Blockchain technology has revolutionised the way transactions are being carried out across the world. To simplify this rather convoluted concept we could say that ‘block’ refers to blocks of digital information and ‘chain’ is the public database where this information is stored. The digital information stored consists of a variety of data including transaction details (such as date, time, amount paid etc), and encrypted identity details with unique identifying codes for each block.

One block can hold thousands of transactions. Once complete, a block is stored on a database that is publicly available. Because of the way it is designed, a blockchain is very hard to crack and therefore less prone to hacking. It is decentralised, which means that no single person has more control over this information than anyone else. So in order for a transaction to be accepted, it has to be verified by every single member that has access to that particular chain. This is currently changing the way we think about information storage and offers a promising solution to serious security breaches.

Applications to the travel industry

Planning and paying for a trip require the uploading of very sensitive, personal information on different online platforms such as booking agents, airline companies or accommodation providers. Information such as bank and passport details are regularly sent to different online companies and whether they like it or not, customers place a lot of trust in this process. Only last year, 5 million passport numbers were stolen from a top international hotel chain, further calling into question our current security paradigm. Blockchain could potentially make this process a lot safer and more transparent given that this information is stored in a way that makes it almost impossible to alter or hack into, so both financial transactions and the storage of information become simplified and more secure.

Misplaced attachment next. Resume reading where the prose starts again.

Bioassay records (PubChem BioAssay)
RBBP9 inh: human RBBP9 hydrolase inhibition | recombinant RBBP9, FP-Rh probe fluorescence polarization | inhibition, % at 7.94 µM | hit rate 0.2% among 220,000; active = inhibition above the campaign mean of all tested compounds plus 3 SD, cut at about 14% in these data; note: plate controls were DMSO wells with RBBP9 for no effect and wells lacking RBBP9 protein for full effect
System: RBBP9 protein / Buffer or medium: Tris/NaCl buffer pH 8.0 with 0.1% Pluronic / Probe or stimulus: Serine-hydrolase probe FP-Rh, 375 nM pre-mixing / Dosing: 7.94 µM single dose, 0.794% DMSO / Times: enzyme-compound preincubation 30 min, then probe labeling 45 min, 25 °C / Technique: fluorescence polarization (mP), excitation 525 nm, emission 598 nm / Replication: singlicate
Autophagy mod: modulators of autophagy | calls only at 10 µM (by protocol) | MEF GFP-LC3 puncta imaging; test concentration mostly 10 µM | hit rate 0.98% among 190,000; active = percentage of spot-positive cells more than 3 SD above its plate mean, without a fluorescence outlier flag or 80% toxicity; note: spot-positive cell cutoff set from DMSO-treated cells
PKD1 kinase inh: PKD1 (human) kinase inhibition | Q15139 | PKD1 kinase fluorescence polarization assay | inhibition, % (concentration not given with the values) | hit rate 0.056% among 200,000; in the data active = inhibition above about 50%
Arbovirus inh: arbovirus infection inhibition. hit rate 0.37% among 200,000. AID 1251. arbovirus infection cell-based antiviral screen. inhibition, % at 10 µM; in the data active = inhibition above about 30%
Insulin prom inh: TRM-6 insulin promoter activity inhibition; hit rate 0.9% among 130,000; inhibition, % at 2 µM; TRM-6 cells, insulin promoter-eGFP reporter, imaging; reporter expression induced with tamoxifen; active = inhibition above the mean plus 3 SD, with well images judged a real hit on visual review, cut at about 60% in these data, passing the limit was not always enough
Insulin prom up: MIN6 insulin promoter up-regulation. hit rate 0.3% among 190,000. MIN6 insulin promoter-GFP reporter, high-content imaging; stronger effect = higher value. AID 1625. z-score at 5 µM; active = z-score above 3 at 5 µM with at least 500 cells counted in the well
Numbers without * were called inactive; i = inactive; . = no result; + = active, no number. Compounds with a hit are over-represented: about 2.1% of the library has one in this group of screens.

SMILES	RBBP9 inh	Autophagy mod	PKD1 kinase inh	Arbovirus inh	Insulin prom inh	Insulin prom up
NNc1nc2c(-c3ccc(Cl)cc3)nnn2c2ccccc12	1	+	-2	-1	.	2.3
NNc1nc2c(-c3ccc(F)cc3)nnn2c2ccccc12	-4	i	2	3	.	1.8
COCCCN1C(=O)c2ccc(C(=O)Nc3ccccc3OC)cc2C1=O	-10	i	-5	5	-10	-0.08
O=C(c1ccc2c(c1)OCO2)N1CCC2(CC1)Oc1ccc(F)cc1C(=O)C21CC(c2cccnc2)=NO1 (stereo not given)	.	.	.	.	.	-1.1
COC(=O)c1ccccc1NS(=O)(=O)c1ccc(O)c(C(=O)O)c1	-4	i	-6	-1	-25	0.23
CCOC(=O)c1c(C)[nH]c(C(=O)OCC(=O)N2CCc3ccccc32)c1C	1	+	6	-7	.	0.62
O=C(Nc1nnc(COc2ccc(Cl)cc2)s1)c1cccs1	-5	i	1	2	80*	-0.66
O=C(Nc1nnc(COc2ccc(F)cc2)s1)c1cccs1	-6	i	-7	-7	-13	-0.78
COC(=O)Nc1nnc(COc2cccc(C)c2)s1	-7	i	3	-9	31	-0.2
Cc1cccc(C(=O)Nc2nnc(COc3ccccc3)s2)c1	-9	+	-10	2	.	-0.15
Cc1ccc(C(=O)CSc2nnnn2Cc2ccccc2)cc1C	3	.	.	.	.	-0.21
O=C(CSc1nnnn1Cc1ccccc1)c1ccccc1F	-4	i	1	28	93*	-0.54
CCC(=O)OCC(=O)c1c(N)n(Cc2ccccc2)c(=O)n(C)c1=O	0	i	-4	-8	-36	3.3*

Security aside, the aspect of having a decentralised service means that there is no need for intermediaries. Although online booking agents offer customers to browse through thousands of hotels or flights, companies often pay at least 15% commission to be able to be advertised on such platforms. By taking out the middle man, service providers can minimise associated fees and connect directly with customers.  

Identification and Tracking

Ever had the displeasure of arriving at your destination only to find out that your luggage didn’t? Cue endless hours of frustration, waiting to discover where your suitcase ended up in. Luggage often changes many hands especially during longer trips and Blockchain can make it easy and transparent to trace it at all times

Blockchain could also enhance customers’ identification process during travel, which is often a time-consuming and onerous process. This technology has the potential to drastically reduce waiting and standing times at airport queues.

It is yet to be seen whether Blockchain will take over and disrupt the travel industry as we currently know it. Judging by how other tech trends have already started making an impact, it may not be that long before we see it change the way we think about travel altogether.

Blockchain and Travel